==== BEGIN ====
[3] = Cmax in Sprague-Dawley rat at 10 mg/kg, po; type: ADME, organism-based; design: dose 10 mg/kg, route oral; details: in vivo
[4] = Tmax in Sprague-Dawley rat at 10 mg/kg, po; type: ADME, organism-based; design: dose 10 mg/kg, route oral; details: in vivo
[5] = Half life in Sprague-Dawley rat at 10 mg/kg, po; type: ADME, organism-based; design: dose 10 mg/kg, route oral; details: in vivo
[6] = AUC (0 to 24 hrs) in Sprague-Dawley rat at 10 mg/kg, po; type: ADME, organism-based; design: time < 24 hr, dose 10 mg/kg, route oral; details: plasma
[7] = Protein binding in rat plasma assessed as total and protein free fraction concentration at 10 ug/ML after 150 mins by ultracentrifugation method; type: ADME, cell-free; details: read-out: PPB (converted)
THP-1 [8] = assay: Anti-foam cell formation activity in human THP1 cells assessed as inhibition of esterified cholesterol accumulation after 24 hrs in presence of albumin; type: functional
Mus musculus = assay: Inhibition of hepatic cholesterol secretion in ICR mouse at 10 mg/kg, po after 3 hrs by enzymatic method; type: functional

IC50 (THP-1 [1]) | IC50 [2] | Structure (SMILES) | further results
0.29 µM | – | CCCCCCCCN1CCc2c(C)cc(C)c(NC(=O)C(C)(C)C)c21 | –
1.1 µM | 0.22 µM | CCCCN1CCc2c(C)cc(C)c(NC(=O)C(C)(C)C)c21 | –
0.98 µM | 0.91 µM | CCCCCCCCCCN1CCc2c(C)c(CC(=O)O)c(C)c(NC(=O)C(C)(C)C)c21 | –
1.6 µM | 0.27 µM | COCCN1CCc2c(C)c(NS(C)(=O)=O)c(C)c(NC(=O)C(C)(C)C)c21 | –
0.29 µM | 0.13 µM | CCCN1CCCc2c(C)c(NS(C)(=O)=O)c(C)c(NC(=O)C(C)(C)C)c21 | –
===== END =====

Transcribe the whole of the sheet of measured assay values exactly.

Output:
[3] = Cmax in Sprague-Dawley rat at 10 mg/kg, po; type: ADME, organism-based; design: dose 10 mg/kg, route oral; details: in vivo
[4] = Tmax in Sprague-Dawley rat at 10 mg/kg, po; type: ADME, organism-based; design: dose 10 mg/kg, route oral; details: in vivo
[5] = Half life in Sprague-Dawley rat at 10 mg/kg, po; type: ADME, organism-based; design: dose 10 mg/kg, route oral; details: in vivo
[6] = AUC (0 to 24 hrs) in Sprague-Dawley rat at 10 mg/kg, po; type: ADME, organism-based; design: time < 24 hr, dose 10 mg/kg, route oral; details: plasma
[7] = Protein binding in rat plasma assessed as total and protein free fraction concentration at 10 ug/ML after 150 mins by ultracentrifugation method; type: ADME, cell-free; details: read-out: PPB (converted)
THP-1 [8] = assay: Anti-foam cell formation activity in human THP1 cells assessed as inhibition of esterified cholesterol accumulation after 24 hrs in presence of albumin; type: functional
Mus musculus = assay: Inhibition of hepatic cholesterol secretion in ICR mouse at 10 mg/kg, po after 3 hrs by enzymatic method; type: functional

IC50 (THP-1 [1]) | IC50 [2] | Structure (SMILES) | further results
0.29 µM | – | CCCCCCCCN1CCc2c(C)cc(C)c(NC(=O)C(C)(C)C)c21 | –
1.1 µM | 0.22 µM | CCCCN1CCc2c(C)cc(C)c(NC(=O)C(C)(C)C)c21 | –
0.98 µM | 0.91 µM | CCCCCCCCCCN1CCc2c(C)c(CC(=O)O)c(C)c(NC(=O)C(C)(C)C)c21 | –
1.6 µM | 0.27 µM | COCCN1CCc2c(C)c(NS(C)(=O)=O)c(C)c(NC(=O)C(C)(C)C)c21 | –
0.29 µM | 0.13 µM | CCCN1CCCc2c(C)c(NS(C)(=O)=O)c(C)c(NC(=O)C(C)(C)C)c21 | –